1. High-functioning alcoholics. While I personally sympathize with their struggle with addiction, professionally, I love waiting on high-functioning alcoholics. Low-functioning alcoholics are beyond exasperating and often have to be removed from restaurants, but high-functioning alcoholics are great at keeping secrets, which translates to keeping annoying drunken behavior totally under wraps. I have served enough customers enough drinks before, during, and after their workdays that this group almost has my respect, walking the tight rope as they do towards societal expectations while simultaneously being pulled under by the Freudian death drive. I’m in awe that so many alcoholics are regularly allowed to wield dangerous implements, from power tools to surgical knives. During my major drinking days, I could wait on tables drunk or hungover like a pro, but I was just carrying food from point A to point B and dirty dishes from point B to point A. I wasn’t, like, constructing five-story office buildings or removing people’s spleens. So I tip my hat to these troubled folk, in part because, for whatever reason, high-functioning alcoholics also tend to be excellent tippers.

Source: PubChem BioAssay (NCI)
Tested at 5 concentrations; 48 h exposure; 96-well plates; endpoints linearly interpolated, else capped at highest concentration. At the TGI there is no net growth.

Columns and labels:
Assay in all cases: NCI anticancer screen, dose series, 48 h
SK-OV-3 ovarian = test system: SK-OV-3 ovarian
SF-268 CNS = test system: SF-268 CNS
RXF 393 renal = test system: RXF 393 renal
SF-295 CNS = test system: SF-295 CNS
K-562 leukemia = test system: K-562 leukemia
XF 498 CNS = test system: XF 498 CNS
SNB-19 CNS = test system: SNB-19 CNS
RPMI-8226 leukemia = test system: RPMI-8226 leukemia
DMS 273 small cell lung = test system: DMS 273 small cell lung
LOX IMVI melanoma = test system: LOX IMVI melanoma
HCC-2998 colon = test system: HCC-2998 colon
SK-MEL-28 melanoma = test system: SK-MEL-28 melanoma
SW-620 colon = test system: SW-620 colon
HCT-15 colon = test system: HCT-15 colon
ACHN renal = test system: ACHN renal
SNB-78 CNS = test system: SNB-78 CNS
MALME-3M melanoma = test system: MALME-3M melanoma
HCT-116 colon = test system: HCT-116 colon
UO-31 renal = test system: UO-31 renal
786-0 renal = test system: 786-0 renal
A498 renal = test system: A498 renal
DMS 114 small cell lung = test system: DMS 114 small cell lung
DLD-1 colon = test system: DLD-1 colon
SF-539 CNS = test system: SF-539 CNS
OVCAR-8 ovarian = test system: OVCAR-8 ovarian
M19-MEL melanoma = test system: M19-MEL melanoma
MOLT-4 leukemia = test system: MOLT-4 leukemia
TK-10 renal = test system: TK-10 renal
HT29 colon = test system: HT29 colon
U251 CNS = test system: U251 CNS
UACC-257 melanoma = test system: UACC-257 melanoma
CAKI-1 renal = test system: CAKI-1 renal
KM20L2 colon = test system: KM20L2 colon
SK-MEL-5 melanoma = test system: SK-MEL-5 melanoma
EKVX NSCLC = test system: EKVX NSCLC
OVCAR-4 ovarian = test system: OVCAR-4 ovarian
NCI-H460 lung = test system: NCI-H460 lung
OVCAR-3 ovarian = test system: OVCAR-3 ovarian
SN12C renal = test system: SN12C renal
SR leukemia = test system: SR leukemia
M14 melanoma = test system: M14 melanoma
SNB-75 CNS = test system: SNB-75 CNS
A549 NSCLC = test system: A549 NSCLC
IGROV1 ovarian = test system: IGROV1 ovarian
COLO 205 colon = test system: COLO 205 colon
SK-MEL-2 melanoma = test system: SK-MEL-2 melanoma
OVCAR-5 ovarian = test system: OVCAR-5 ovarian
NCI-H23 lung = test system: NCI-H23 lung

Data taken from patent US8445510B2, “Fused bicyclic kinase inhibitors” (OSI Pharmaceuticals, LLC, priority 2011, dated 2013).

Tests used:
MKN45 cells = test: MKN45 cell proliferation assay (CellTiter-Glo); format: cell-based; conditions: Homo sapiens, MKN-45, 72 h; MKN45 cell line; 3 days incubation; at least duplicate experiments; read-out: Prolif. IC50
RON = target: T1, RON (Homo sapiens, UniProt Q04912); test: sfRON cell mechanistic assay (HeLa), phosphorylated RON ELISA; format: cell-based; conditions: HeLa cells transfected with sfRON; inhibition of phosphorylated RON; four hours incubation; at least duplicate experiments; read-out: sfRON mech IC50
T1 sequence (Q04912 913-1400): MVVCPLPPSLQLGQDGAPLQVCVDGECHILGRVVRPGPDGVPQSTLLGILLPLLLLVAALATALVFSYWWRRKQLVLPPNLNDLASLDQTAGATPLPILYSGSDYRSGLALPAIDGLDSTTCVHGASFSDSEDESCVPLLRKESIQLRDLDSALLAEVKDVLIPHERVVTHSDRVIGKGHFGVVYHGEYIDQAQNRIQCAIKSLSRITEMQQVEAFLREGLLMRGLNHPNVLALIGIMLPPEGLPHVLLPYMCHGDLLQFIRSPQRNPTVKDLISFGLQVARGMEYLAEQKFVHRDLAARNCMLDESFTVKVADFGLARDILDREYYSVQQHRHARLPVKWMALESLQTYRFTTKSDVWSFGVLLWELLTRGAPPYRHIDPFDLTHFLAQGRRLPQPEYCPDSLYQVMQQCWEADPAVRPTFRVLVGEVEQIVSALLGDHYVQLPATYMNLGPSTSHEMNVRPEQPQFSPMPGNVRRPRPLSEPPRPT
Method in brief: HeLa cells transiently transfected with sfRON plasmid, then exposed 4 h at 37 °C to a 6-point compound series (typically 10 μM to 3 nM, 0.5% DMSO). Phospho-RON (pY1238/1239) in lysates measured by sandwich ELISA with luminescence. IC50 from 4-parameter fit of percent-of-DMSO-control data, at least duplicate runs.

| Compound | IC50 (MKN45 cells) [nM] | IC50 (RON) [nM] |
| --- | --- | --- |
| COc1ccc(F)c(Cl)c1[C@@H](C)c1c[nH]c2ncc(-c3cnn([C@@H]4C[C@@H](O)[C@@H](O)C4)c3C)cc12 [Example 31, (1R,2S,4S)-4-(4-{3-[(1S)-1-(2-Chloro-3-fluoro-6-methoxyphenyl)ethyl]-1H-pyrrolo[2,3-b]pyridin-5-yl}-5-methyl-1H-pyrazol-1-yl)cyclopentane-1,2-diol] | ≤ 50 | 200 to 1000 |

1. Other servers. The struggle is real. And you get it. Enough said.

Thank you to every customer, some mentioned here, some not, who makes serving a true joy sometimes! I love getting to know you. Next time, the Nice Pants will come off, the Vineyard Vines pant will come on (JK! JK!), and we’ll discuss those customers that make me sure I’m shaving time off of Purgatory by doing this job…

Read Part I: I’m a Waitress
Read Part II: The Most Annoying Customers
Read Part IIV: The Worst Customers